causes: material, formal, efficient, final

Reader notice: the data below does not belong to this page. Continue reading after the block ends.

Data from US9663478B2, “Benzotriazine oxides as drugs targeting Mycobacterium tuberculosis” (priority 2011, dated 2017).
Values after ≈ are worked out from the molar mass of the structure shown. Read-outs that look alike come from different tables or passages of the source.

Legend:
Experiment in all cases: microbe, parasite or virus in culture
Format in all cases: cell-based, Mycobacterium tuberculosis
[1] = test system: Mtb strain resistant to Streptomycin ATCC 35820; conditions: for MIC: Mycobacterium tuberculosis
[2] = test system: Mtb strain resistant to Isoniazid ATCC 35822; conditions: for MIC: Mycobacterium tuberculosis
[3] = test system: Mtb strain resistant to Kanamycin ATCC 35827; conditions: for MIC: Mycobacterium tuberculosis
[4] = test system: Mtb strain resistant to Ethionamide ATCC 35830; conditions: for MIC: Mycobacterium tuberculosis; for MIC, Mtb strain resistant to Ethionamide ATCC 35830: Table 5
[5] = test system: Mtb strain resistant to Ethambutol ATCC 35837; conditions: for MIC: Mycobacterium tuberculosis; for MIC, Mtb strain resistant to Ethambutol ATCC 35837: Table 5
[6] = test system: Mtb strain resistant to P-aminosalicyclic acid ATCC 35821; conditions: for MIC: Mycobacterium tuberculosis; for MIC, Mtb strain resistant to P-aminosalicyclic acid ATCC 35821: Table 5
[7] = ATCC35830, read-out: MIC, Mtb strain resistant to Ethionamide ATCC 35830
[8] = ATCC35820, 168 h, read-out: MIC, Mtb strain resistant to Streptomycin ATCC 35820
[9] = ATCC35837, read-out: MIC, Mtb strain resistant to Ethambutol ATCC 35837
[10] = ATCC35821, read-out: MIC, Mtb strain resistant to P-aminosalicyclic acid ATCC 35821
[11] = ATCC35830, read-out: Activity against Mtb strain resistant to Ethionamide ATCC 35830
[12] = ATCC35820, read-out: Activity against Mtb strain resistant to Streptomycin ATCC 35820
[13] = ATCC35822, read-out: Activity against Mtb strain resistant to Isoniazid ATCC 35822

Four kinds of causation distinguished by Aristotle . If we think of an example of something that is produced by an agent, such as a statue, then the material cause is the substance or material that constitutes the statue; the formal cause is the pattern or blueprint determining the form of the result; the efficient cause is the agency producing the result; and the final cause is that for the sake of which the result is produced, i.e. the end towards which the production is directed. Whilst the notions may be clear enough in such a case, their wider applicability is much more doubtful. There are clearly events (e.g. a lightning flash) that we think of as caused, yet which are not made of material, not made according to a blueprint, not the result of agency (at least where that is intelligent agency), and apparently purposeless. Aristotle's generally teleological approach to nature almost certainly led him to see the categories as more widely applicable than we do.

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